"Where is Bermuda?" is a question often asked by potential visitors who mistakenly (but understandably) think we're in the Caribbean. In fact, the island of Bermuda is located approximately 600 miles from North Carolina's east coast, but enjoys Caribbean climate benefits due to the warmth provided by Gulf Stream. An isolated turquoise gem in the Atlantic Ocean, Bermuda offers an appealing balance of Afro-Caribbean, Portuguese, British and North American cultures and is dazzlingly picturesque no matter the time of year. Tourists who vacation in Bermuda enjoy world-class hospitality and accommodations, whilst locals are envied for being able to call such a safe and beautiful place their home. Here's a quick breakdown of some of the things you need to know:
Climate & Weather
The temperature in Bermuda varies from around 15-30° Celcius (59-85° Farenheit) depending on time of year, with February and August being the coldest and hottest months, respectively. Bermuda weather can come with extreme humidity in the summer months, making it feel much hotter than it actually is, while the winters tend to be damp and windy. All things considered, the Bermuda climate is most comfortable in May and October, as these months represent seasonal turning points temperature-wise. As a long-standing island tradition, locals don't set foot in the water until May 24th, when they'll eagerly run to their favorite Bermuda beach and take the ceremonial plunge, welcoming swimming season for the summer.
Early Bermuda history is uniquely compelling compared to most islands due to the accidental circumstances surrounding our origins. Landed upon by mistake when the British ship 'Sea Venture' crashed into our surrounding reef in 1609, the first Bermuda beach (St. George's' Gates Bay) became a temporary home for those who'd survived the shipwreck. Because they'd been en route to Jamestown, Virginia and were presumed dead with no resources, it was a rough time in Bermuda for our reluctant first settlers. A quick view of a Bermuda map shows Fort St. Catharine next to Gates Bay on the Northeasternmost tip, which was used as our first defense post upon the island being officially established as a British colony in 1612.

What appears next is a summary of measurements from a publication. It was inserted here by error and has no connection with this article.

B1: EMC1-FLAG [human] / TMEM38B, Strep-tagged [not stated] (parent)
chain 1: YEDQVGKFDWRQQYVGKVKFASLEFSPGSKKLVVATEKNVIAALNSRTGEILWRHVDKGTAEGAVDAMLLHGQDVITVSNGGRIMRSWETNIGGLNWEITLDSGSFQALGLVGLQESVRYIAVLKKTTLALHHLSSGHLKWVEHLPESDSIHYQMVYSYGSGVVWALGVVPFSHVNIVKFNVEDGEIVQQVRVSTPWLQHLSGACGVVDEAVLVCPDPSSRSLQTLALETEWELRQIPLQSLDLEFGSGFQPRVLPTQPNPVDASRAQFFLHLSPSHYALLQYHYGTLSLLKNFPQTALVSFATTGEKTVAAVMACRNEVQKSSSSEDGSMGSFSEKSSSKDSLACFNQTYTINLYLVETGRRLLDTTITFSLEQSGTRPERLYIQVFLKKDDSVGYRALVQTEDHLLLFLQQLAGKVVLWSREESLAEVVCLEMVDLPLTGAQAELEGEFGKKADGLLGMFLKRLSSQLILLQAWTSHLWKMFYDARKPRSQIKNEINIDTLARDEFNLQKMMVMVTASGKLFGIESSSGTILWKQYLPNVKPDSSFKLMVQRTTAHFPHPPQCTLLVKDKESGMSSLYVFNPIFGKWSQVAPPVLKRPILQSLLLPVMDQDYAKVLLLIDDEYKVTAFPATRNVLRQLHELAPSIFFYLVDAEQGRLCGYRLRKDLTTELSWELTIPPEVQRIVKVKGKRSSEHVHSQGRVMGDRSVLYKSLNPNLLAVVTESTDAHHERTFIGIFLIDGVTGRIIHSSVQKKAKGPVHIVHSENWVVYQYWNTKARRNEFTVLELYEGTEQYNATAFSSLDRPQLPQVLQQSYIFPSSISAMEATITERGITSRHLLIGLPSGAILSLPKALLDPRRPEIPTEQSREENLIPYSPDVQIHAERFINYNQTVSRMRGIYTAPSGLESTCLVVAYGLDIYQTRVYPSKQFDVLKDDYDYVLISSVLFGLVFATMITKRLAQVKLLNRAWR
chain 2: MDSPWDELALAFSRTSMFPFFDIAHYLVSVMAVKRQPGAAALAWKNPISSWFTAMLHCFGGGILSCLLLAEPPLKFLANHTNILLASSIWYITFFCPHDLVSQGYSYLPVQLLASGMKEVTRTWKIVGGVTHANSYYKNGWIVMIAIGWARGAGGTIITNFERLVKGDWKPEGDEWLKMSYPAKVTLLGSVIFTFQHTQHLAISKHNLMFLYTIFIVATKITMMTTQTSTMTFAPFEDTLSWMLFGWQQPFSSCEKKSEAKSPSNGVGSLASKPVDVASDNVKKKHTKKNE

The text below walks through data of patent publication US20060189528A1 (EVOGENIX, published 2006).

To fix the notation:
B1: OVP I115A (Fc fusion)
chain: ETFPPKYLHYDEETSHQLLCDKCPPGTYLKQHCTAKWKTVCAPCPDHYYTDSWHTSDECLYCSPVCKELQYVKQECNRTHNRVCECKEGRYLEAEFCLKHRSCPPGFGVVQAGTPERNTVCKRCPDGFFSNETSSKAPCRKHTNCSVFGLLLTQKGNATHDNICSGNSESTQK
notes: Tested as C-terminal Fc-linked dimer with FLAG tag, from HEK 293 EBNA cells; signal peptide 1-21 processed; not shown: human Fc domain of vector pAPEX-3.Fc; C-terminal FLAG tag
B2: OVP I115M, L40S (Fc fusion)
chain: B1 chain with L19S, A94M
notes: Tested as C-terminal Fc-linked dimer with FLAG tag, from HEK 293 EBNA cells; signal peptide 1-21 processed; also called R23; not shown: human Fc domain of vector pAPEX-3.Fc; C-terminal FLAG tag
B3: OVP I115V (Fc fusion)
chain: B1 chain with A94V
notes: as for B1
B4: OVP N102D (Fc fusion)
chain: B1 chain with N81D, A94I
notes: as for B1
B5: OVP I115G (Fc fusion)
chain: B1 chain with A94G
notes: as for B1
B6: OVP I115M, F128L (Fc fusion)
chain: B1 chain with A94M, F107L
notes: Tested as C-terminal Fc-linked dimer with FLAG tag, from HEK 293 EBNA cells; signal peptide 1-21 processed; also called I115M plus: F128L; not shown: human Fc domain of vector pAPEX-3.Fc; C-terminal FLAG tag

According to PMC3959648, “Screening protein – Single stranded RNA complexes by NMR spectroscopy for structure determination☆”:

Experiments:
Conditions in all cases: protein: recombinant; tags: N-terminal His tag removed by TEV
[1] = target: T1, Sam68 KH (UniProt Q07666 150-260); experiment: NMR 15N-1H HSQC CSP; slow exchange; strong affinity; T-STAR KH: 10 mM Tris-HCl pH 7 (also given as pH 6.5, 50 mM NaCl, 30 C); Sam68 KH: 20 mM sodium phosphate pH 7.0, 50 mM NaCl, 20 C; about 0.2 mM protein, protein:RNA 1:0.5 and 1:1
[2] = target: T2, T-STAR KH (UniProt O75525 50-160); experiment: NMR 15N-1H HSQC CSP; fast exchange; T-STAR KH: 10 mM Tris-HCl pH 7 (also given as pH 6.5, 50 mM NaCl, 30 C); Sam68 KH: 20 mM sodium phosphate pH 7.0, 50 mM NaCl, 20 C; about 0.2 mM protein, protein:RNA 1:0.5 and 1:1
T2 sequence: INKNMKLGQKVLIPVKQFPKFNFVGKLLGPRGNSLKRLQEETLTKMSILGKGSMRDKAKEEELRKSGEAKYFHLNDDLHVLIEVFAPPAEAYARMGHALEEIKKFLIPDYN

The island's economy is supported primarily by international business and tourism, the former being the biggest contributor of capital. In fact, Bermuda companies are outnumbered by their offshore counterparts, with 10,000+ foreign-owned businesses set up on the island for tax reasons or otherwise. International business provides many jobs in Bermuda for locals and expats alike, but has been reduced in recent years due to the Great Recession of 2008. One of the more interesting Bermuda facts is that we have one of the highest incomes per capita in the world, with a salary range of roughly $60,000-$115,000 per year for those with a Bachelor degree. We also have a robust civil service, employment under which provides competitive pay and formidable benefits.
Accommodation in Bermuda is notably high-priced whether leasing or buying. When it comes to houses and apartments, Bermuda rental costs come at an average of $2,400 per month per one-bedroom dwelling. With a population of over 3,000 people per square mile, real estate is at a premium, making the average property in Bermuda priced at almost $1,000,000 to buy. Due to the high costs, many Bermudians cannot afford to own property unless it's passed down generationally. For this reason, there exists a local entity called the Bermuda Housing Corporation whose stated mission is to to focus on the issue of affordable housing.
These are just a few tidbits about our island, but there's so much more to discover. Once here, the warm Bermuda sun, striking physical beauty and accommodating atmosphere will make you see why it's a truly remarkable place. Why not hop on one of the many daily flights to Bermuda and see for yourself? You won't regret it.
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